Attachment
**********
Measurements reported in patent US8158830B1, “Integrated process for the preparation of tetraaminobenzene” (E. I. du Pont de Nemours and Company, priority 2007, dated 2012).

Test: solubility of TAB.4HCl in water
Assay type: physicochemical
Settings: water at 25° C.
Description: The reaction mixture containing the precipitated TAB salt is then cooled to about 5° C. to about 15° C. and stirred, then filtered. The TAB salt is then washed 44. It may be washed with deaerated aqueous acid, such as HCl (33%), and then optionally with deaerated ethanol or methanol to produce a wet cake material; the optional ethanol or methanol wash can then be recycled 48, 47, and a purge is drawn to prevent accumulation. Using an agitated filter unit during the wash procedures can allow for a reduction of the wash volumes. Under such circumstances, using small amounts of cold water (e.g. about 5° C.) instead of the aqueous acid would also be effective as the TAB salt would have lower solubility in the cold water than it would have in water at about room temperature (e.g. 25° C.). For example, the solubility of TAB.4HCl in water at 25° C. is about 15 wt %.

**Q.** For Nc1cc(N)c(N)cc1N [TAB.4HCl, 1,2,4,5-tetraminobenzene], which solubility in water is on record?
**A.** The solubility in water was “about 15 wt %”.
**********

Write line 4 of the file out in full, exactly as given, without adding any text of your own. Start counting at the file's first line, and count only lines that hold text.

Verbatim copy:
Settings: water at 25° C.